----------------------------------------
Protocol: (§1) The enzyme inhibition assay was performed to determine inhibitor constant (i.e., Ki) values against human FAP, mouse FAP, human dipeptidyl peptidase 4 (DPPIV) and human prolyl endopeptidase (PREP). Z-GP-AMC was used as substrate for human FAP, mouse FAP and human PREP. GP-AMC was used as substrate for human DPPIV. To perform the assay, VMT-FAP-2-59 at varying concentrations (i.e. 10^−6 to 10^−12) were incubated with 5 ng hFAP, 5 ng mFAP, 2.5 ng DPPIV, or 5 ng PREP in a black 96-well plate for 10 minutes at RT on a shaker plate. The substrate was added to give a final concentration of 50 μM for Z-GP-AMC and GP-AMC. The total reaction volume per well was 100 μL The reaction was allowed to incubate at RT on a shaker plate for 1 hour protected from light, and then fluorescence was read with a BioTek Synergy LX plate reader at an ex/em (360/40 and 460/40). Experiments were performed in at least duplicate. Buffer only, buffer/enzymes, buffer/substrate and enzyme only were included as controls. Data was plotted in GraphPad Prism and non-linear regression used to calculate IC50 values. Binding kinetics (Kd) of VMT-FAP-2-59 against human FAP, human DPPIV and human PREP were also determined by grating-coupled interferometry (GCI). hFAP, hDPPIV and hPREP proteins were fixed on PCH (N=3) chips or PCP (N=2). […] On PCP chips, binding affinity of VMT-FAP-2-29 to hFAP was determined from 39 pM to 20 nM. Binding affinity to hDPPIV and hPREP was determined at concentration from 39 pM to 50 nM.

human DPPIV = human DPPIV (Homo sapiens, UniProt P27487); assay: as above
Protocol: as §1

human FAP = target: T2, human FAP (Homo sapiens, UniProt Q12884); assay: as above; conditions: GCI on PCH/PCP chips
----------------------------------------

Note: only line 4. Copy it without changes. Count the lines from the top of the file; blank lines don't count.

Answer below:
human FAP = target: T2, human FAP (Homo sapiens, UniProt Q12884); assay: as above; conditions: GCI on PCH/PCP chips